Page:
In this powerful, many-layered novel, Bennett explores the role of identity in six connected lives, considering race and gender as her characters wrestle with truth. Some are looking for the truth about someone else and some are actively hiding their gender or racial origins. This is a novel of ideas, which is a surprising thing to say about a novel that is as deeply and fully absorbing as this one. Yet everything springs from concept, beginning with the African American town of Mallard, Louisiana, a place where all its inhabitants have such pale skin that in 1938, when a young priest arrived from Dublin, he thought he was lost. This couldn't be the "colored town" he had been assigned. In this place, everyone was "fair and blonde and redheaded. Was this who counted for colored in America, who whites wanted to keep separate? Well, how would they ever tell the difference" (6)?
The first central characters we meet are Stella and Desiree, identical twins who grew up in the racially homogeneous town of Mallard. Desiree chooses to remain true to her black identity, marrying a man whose skin is dark and birthing a daughter who has her father's color. Her sister Stella wants a secretarial job, and the only way she can get one is to pass for white. The role seems to come to her naturally, so she chooses to play it in all aspects of her life even though it will mean she must leave Desiree, her mother, and the town of Mallard behind forever. She marries her boss, moves to LA, and births a blond-haired daughter.
It is when Kennedy, her daughter, is growing up that the complexities emerge. Kennedy feels her mother's tension whenever she asks about her childhood and notices she never gets full or satisfying answers. Who is her mother, she wonders. It's not surprising later, that Kennedy drifts into acting and finds she has a talent for it, taking after a mother whose entire adult life is a performance.
Jude is Desiree's daughter, and when she and her mother return to Mallard, the dark skin she inherited from her father keeps her socially isolated. But she thrives academically and moves to California for college where she gets a job working for a caterer. It is at one of those catering events that she spots her mother's missing twin and is so shocked she drops a bottle of wine on the floor. It is a powerful moment, but Bennett keeps it in check because this is the tightened spring from which the rest of the novel will unwind. Jude learns Stella's name and then pursues Kennedy, keeping the knowledge that they are cousins to herself.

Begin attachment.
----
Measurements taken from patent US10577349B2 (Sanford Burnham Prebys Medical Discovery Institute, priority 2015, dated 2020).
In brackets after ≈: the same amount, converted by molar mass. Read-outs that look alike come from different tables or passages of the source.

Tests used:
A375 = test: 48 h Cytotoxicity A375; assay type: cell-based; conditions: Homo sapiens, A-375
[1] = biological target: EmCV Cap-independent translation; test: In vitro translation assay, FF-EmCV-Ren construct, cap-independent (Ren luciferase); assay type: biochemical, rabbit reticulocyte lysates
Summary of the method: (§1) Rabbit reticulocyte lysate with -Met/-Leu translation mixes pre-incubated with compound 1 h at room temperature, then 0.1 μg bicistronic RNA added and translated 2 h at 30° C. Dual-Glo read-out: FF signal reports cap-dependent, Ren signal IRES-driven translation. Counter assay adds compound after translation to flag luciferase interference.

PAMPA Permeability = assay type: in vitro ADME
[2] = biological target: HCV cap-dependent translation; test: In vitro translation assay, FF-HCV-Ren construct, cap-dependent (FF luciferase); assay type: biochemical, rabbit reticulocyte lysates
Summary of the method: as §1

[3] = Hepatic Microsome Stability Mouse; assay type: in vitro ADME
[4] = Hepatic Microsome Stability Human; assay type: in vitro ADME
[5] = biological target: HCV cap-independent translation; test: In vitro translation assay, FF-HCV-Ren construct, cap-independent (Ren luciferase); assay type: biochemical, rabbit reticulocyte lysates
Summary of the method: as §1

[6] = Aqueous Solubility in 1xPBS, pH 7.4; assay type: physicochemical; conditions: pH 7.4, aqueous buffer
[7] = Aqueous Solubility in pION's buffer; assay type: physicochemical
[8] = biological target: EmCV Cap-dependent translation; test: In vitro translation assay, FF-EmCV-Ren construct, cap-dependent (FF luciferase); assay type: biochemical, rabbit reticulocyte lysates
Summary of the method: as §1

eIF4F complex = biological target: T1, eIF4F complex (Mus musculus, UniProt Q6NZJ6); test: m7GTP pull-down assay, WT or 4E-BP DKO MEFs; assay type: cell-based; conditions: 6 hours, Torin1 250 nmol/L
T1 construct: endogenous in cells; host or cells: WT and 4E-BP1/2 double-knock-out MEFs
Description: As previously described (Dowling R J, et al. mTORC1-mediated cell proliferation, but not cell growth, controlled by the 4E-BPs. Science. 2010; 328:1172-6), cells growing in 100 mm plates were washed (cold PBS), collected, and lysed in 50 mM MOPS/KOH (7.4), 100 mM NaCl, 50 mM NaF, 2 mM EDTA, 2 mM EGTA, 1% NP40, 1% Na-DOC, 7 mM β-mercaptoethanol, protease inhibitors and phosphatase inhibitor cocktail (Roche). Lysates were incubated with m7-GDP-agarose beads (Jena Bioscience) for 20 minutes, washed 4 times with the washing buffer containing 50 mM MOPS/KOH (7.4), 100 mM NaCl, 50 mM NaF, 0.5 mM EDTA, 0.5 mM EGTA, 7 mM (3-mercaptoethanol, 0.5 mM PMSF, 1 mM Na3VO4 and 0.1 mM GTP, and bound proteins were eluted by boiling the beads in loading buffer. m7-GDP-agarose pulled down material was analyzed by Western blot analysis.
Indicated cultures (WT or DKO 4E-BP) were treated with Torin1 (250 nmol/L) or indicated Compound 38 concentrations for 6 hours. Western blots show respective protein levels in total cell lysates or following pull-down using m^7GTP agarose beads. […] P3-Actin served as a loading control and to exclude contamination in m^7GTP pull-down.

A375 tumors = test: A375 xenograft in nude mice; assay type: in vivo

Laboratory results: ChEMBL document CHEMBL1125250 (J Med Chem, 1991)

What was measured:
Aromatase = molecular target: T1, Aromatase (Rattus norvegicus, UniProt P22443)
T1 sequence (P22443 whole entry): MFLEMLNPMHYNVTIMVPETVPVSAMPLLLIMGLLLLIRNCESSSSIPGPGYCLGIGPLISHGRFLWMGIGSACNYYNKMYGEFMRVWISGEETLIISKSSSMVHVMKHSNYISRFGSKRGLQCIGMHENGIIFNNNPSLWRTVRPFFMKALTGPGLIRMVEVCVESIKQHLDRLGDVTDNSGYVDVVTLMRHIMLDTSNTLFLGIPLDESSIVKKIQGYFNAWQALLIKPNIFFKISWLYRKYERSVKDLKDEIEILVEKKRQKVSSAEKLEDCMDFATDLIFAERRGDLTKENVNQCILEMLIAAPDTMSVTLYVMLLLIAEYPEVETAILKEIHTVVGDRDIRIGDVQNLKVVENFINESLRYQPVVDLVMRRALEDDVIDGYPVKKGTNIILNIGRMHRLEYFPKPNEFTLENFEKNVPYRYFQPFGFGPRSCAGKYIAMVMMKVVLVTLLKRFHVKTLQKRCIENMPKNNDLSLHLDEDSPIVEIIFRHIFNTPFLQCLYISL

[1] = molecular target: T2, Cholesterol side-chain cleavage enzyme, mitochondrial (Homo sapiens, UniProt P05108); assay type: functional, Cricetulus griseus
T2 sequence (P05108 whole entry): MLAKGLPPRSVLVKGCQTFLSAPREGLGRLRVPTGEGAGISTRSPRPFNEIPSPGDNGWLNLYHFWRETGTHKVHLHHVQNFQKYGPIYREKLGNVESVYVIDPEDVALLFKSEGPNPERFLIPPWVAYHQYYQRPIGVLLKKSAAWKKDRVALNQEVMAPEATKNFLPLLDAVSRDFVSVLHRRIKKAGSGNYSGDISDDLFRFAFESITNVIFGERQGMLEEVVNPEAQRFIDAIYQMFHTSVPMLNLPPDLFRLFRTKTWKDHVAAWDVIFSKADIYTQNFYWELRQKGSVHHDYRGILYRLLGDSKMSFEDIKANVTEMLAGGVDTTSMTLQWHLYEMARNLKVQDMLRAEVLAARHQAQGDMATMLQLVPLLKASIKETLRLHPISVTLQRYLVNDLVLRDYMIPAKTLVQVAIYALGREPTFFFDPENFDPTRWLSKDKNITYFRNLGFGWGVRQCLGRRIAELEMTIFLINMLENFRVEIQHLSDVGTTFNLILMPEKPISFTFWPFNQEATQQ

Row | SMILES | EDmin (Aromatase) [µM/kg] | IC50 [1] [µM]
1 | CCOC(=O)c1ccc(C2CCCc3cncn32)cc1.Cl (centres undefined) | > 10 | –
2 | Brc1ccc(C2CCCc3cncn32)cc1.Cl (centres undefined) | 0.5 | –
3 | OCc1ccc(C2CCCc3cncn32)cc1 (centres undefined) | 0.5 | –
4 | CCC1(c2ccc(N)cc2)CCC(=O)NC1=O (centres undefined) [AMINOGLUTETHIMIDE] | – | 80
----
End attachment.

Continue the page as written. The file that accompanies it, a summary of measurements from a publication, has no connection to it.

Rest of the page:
The tension grows steadily, always building the reader's desire to know more, as the omniscient perspective cuts a scene at a high moment, moving its focus from character to character, widening the circle to include Jude's transexual boyfriend Reese, and Early, Desiree's lover, a gifted private investigator famous for finding the whereabouts of even the most cleverly disguised criminal. Yet in all the years of their relationship Early never succeeds in finding Stella.
Place is of minimal concern to this author even though the setting moves from Mallard to New Orleans to Los Angeles to New York City. Instead, Bennett narrows her attention on another narrative quality altogether: theme. The theme of hide and seek is everywhere, finding different forms and iterations, and my greatest pleasure in reading this novel was discovering each new expression. Perhaps Stella's secret is what motivated Kennedy to become a professional actor, yet, when acting ceased to fulfill her, what led her to real estate? Was it, again, an awareness that her mother was not the person she seemed to be? Here she is at an open house:
"She would disappear inside herself, inside these empty homes where nobody actually lived. As the room filled with strangers, she always found her mark, guiding a couple through the kitchen, pointing out the light fixtures, back splash, high ceilings.
'Imagine your life here,' she said. 'Imagine who you could be'" (300).
In the same oblique way, the other cousin takes on her mother's preoccupation. She goes into medicine, a field devoted to revealing what's hidden. Here is Jude dissecting a cadaver:
"People lived in bodies that were largely unknowable. Some things you could never learn about yourself—some things nobody could learn about you until after you died" (328).
Echoes, patterns, reverberations. This is how the theme plays out. The original stone thrown into the water--Stella's decision to live the life of a white woman--sets in motion the ripples that constantly move outwards in this riveting story where nothing is static, nothing comes to a resting place.
I do believe that children have an inchoate awareness of the secrets their parents keep. In my own family, my mother was happy to bury her New York Jewish identity when she married my German Texan father, and over the years I've met other people with similar stories. The children always know.
Bennett, Brit. The Vanishing Half. New York: Riverhead, 2020.